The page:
sharktwo The National Museum of Natural History's Sandra Raredon maintains the "fish library," a job that includes X-raying the specimens like this two-headed smooth-hound shark. Below, a small tooth sawfish and Atlantic angel shark.

"A Two-Headed Shark and Other X-Rayed Beauties at the Smithsonian"

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Watch a caterpillar turn into a butterfly, in 3D

What happens inside a caterpillar's cocoon? Scientists got to watch the whole process with the help of X-ray 3D scanning technology. In the video above, you can watch a caterpillar turn into a butterfly. Over the course of 16 days its breathing tubes (shown in blue) and its digestive system (shown in red) change shape and position within the body, while other structures grow from scratch.

Ed Yong has a great story to go with this, too. All about why it's important to actually watch the process happening in a single caterpillar, instead of just relying on the data scientists have collected from years of dissecting different caterpillars at different stages in the transformation.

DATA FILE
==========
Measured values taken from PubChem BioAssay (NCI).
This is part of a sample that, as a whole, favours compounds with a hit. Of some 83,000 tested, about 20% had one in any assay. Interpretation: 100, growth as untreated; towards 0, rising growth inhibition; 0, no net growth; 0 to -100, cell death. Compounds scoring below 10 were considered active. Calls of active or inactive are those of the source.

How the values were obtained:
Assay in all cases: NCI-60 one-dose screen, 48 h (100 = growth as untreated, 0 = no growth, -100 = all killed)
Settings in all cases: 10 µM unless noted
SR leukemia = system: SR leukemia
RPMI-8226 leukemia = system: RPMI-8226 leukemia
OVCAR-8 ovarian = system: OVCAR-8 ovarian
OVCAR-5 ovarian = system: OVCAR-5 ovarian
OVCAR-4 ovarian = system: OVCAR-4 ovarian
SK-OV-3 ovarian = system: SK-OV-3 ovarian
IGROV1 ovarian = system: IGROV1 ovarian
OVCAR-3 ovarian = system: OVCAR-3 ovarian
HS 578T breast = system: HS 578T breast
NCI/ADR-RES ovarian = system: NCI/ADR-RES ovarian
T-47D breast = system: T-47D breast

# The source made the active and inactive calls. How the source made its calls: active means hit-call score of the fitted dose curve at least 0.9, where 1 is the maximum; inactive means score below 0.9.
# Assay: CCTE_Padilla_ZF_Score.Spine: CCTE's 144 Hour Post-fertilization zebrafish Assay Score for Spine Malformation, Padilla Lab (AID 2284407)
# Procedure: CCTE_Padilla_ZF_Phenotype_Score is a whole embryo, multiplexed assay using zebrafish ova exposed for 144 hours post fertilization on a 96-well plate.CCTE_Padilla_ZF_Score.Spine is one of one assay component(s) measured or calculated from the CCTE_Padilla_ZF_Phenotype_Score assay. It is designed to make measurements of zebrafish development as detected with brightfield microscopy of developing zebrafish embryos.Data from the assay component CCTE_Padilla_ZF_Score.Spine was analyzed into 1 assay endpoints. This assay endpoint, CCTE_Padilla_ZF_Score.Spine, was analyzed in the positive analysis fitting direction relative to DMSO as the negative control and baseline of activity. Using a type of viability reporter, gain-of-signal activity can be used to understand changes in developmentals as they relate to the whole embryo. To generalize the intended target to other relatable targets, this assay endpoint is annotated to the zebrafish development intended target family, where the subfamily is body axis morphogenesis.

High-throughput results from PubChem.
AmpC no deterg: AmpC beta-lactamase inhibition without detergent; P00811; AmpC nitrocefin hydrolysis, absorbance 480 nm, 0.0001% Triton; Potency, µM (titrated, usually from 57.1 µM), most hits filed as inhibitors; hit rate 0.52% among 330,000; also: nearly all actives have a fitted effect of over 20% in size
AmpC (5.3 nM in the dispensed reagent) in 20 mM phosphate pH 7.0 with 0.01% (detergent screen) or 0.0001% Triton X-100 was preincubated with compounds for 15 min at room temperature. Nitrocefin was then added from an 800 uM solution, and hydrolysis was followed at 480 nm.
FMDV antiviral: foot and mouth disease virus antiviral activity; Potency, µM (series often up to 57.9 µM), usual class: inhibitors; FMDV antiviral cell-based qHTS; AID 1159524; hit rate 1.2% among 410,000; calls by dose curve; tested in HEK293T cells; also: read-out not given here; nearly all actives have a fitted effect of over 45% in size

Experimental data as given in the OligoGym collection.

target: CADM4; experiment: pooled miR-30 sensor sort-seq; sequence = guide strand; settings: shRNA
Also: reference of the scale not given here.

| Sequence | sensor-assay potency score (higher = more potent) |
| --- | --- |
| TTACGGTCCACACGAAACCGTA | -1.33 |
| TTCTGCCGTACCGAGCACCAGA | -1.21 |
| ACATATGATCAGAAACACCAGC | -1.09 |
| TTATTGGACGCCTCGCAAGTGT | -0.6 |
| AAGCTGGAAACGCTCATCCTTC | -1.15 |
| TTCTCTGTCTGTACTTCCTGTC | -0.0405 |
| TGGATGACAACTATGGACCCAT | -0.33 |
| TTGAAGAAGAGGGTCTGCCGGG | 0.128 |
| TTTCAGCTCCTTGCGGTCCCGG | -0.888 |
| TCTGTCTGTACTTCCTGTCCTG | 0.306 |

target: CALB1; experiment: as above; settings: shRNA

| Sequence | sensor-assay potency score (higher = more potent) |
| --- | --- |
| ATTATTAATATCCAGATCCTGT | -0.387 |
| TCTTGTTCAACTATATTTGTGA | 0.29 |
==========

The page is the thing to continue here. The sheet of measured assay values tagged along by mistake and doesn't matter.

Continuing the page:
The dangers of being a 19th-century x-ray fiend

X-Ray Specs — the cheap glasses that ostensibly allow you to see the bones in your own hand and/or ladies' undergarments — are instantly familiar to anybody who read comic books in the 20th century. Last week, The Onion AV Club shared a fascinating video showing that immature gags about x-ray vision began long before the Marvel Comics' advertising department was even a glimmer in somebody's eye.

"The X-Ray Fiend" was a short film produced in 1897 — just two years after William Rontgen gave x-rays their name. It's basically an X-Ray Specs gag writ large, with the aforementioned fiend checking out the insides of a necking couple. You can watch it at The Onion.